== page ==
Posted in Fiction, Flash Fridays

Comments: 0

Heart of Darkness, Page 99

I have lost some books in the re-reading. Stories which fell far short or disappointed me bitterly in some totally unexpected way once revisited. Heart of Darkness, like Moby-Dick and a handful of others, is one of those rare books that seems to pull me into it more deeply upon each re-reading. The brief and […]

Posted in Fiction, Tin House Books

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Heart of Darkness, Page 76

Kurtz is so very much more than a character, or a “remarkable man,” although he is also both of those things. Kurtz is a martyr, a saint, and an idea, and ideas live on long after those who created them have passed. Near the conclusion of Heart of Darkness Marlow explains that Kurtz is remarkable […]

Posted in Fiction, Tin House Books

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This Is Between Us, An Excerpt

I have an empty perfume bottle that I took from my first girlfriend a long time ago.

Posted in Fiction, Tin House Books

Comments: 1

Heart of Darkness, Page 27

“They wandered here and there with their absurd long staves in their hands, like a lot of faithless pilgrims bewitched inside a rotten fence.”

Posted in Fiction, Tin House Books

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Heart of Darkness, Page 19

“They were dying slowly—it was very clear. They were not enemies, they were not criminals, they were nothing earthly now—nothing but black shadows of disease and starvation, lying confusedly in the greenish gloom.”

Posted in Fiction, Tin House Books

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In Famine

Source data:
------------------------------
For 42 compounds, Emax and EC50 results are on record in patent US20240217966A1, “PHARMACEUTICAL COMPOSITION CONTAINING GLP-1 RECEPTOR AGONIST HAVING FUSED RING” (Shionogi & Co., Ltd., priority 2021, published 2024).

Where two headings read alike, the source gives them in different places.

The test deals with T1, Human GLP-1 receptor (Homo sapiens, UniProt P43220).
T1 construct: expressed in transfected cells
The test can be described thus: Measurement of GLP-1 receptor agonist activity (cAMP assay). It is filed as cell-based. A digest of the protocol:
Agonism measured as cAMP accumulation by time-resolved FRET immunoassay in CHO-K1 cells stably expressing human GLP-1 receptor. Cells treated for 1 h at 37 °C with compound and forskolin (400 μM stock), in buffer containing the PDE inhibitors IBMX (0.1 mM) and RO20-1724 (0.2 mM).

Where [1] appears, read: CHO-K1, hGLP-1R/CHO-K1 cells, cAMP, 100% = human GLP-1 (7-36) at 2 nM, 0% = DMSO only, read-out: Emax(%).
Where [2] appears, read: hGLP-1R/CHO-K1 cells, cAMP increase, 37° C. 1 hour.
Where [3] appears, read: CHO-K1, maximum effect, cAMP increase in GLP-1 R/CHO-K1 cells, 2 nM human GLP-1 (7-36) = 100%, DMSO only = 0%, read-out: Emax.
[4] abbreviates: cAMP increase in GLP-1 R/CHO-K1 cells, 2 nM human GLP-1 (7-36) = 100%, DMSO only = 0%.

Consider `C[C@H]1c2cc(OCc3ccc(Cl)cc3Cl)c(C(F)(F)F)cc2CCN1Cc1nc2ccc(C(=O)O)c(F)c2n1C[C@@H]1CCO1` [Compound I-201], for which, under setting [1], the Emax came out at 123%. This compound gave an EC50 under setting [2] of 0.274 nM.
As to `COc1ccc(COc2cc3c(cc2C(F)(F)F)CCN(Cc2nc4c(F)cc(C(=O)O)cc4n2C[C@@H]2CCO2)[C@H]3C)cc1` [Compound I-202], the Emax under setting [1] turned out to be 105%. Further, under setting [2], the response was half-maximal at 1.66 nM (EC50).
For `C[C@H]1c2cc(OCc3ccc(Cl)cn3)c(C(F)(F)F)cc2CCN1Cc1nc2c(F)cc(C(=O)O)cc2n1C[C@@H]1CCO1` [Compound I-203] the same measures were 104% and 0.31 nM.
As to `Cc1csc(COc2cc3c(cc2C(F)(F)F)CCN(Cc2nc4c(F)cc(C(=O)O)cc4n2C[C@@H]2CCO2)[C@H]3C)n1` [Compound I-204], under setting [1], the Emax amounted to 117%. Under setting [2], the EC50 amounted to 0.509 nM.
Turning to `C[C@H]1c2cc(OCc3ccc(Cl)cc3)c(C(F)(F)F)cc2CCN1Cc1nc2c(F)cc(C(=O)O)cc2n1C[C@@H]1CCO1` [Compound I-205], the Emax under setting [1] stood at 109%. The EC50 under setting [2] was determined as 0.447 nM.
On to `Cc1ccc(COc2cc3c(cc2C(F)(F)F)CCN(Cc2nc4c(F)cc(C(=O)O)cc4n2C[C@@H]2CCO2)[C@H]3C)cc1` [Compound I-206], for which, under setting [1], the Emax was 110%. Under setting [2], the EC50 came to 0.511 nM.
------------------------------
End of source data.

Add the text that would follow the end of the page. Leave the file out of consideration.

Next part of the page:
I. How during the Hunger Winter the Dutch ate their tulips. How they peeled away the bulbs’ dry and papery tunics, licked their lips, and counted their children’s ribs. How they shaved smooth the hairy roots, sliced out the riotous yellow buds at the center, diced and fried the tulip meat with brown beans and salt. […]

Posted in Fiction, Flash Fridays

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The Devil and the Nun

They called her La Baudilia, because she was the exact female version of her brother, that famous Baudilio Cartablanca, who later ended a long career as a Venezuelan revolutionary, dying a renegade. She had the same sharp nose, the same bulging eyes, and the same measured and gentle way of speaking that hid, or tried […]

Posted in Fiction, Flash Fridays

Comments: 3

Shirley Jackson Short Story Contest!

Complete Shirley Jackson’s Unfinished Story!

Posted in Events, Fiction

Comments: 19

The Weather Report: Thomas Pynchon

“Santa Anas had been blowing all the smog out of downtown L.A., funneling between the Hollywood and Puente Hills on westward through Gordita Beach and out to sea, and this had been going on for what seemed like weeks now. Offshore winds had been too strong to be doing the surf much good, but surfers […]

Posted in Fiction, General

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An Interview With Peter Orner

Since 2008 whenever I’ve taught bored teenagers and I sense I need to wake them up, or entice them to believe that literature can be exciting, I go straight to a rapturously written excerpt from Peter Orner’s extraordinary novel The Second Coming of Mavala Shikongo. (A taste: “Her cheeks sag off her face like grocery […]

Posted in Fiction, Interviews, Tin House Books

Comments: 2

And Finally the Tragedy

And finally the tragedy. The boy’s parents selected a wooden casket with fine grained eddies streaking its polished sides, ready to be lowered into a family plot when they found him.

Posted in Fiction, Flash Fridays

Comments: 2

The Revolution of Every Day: An Excerpt

“It won’t be enough to seal the outside doors, or even all the apartment doors,” Gerrit told everyone. “We have to do that, and more.” He told them how they did it in Amsterdam, how they needed to build layers of defense. “This is how it’s done,” he said. “This is what we need to […]

Posted in Fiction, Tin House Books

Comments: 1

The House’s Beating Heart

We discovered the house’s beating heart when Margaret poured the dregs of her papier mâché project down the kitchen drain.

Posted in Fiction, Flash Fridays

Comments: 1